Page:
Vitamin A is one of four fat-soluble vitamins, which are necessary for good health. He has an important role as an antioxidant because he prevents damage of cells by free radicals. Adequate levels are important for good vision and poor night vision is one of the first symptoms of deficiency of this vitamin. He also is necessary for proper function of the immune, skeletal, respiratory and reproductive systems, and also for connective tissue (skin, hair and nails).
Effect of vitamin A
Adequate amounts of vitamin A are undoubtedly necessary for maintaining good health. It is essential for the proper functioning of the retina, where he acts to prevent the night blindness and reduces the risk of macular degeneration, which is the most common cause of blindness in the elderly people. There is some evidence that certain amounts of vitamin A in the form of carotenoids can reduce the risk of certain cancers, heart attack and stroke.
This vitamin also participates in the strengthening of the immune system. It remains unclear whether vitamin A supplements have the same effect as natural intake of this vitamin with nutrition in people who don’t have vitamin A deficiency. Taking vitamin A preparations is not recommended to do without consulting a doctor.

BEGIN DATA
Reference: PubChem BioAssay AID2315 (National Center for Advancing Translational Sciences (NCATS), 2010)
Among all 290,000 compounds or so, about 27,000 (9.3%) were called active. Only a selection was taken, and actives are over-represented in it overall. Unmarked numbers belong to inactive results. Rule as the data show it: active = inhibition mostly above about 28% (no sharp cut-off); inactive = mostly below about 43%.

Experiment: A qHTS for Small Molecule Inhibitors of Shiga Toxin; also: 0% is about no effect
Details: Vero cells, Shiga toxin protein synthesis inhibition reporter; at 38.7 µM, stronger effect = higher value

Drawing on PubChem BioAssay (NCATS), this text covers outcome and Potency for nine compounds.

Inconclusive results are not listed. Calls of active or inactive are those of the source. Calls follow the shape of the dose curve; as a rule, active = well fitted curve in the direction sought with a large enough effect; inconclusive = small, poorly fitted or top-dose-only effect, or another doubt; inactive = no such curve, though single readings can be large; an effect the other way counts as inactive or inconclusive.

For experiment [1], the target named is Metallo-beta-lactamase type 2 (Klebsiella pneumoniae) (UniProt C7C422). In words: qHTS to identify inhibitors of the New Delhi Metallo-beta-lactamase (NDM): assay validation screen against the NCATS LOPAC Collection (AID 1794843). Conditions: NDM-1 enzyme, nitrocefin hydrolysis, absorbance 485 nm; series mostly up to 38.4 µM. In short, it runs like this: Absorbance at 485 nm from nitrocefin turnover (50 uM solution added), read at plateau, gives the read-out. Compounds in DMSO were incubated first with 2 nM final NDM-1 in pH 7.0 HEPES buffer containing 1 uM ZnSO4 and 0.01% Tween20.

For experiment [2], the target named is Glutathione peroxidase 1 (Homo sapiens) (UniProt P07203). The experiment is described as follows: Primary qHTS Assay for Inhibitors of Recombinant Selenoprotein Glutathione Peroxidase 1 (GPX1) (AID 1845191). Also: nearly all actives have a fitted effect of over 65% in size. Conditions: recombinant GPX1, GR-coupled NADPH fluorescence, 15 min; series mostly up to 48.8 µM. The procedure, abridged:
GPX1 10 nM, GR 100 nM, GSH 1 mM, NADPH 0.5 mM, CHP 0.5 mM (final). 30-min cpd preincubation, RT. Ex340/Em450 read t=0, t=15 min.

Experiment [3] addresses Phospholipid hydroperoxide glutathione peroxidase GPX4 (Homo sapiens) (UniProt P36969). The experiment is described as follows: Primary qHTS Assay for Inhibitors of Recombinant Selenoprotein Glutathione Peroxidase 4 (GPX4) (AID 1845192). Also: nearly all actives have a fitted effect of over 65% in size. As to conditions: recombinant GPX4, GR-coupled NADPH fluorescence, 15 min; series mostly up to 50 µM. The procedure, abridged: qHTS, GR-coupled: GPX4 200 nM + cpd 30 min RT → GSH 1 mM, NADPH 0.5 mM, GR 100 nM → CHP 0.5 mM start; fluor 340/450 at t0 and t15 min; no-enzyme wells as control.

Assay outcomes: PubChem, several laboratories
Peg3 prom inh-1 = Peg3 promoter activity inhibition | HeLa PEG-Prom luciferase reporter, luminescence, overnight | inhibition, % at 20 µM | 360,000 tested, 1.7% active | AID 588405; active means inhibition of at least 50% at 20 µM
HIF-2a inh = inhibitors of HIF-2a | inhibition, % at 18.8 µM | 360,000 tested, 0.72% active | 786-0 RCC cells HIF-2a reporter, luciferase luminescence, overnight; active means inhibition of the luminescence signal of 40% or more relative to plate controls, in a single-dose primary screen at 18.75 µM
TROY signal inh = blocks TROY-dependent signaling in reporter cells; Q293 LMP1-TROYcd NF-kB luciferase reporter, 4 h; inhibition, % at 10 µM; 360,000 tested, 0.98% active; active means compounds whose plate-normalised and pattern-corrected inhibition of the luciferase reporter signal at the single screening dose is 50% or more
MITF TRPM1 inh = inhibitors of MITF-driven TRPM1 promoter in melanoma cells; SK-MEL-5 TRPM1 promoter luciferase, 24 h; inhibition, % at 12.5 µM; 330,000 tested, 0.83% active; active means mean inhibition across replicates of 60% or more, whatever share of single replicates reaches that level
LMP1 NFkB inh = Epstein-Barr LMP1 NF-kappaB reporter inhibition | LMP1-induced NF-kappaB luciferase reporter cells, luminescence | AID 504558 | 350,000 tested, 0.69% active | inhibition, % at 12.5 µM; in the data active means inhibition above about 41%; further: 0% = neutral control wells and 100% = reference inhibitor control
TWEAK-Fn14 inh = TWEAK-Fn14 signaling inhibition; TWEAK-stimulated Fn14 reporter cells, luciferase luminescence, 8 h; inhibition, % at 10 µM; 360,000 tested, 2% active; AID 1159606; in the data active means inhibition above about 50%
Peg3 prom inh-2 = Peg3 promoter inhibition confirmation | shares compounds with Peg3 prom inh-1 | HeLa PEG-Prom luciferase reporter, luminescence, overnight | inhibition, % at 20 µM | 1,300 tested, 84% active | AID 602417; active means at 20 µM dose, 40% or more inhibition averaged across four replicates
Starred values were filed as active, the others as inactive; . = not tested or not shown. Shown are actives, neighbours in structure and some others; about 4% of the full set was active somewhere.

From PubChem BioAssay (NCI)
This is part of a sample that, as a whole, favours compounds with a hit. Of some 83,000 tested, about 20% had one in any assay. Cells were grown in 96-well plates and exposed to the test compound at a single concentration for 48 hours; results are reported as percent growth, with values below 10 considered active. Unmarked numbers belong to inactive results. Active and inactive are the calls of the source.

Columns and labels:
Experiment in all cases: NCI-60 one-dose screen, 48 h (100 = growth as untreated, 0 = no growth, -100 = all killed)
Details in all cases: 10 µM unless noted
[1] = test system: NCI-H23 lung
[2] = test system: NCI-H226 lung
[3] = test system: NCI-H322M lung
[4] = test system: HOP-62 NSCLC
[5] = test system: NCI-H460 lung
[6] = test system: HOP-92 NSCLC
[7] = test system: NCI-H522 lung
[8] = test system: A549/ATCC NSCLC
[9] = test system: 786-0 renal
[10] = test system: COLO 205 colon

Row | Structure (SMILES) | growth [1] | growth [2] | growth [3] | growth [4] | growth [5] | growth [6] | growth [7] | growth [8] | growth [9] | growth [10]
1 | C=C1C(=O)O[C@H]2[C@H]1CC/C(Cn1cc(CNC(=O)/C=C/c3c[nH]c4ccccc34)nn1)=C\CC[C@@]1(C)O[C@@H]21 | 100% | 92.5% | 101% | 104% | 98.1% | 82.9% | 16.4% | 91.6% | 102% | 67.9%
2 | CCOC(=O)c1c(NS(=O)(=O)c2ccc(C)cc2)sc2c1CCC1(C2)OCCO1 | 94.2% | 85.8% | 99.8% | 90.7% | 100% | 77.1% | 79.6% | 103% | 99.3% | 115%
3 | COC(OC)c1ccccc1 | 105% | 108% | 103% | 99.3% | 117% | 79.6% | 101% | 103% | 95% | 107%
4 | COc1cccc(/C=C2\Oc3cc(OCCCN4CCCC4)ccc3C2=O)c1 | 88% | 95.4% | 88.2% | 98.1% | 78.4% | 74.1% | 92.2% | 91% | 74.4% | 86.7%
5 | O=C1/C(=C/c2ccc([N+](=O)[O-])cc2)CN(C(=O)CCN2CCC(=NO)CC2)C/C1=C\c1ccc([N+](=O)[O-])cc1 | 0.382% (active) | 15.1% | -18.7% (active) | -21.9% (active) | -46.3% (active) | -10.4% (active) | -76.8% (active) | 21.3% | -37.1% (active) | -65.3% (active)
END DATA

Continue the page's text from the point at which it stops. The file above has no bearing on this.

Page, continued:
Sources of Vitamin A
There are two main forms of vitamin A:
Retinoids are active forms of vitamin A and is found in animal products like meat, whole milk and eggs. The liver is particularly rich in vitamin A.
Precursors of vitamin A carotenoids, are found in orange vegetables and plants such as sweet potatoes, carrots, spinach, zucchini, cabbage, kale and beets. The highest levels of vitamin A are found in fresh vegetables. Preparing the vegetables by steaming, boiling or frying, frees carotene that he contain. Alpha and beta carotene, as well as some lesser known carotenoids can be converted into vitamin A in the small intestine. This happens when the body needs vitamin A and therefore there is no possibility of an overdose, as is the case with active forms.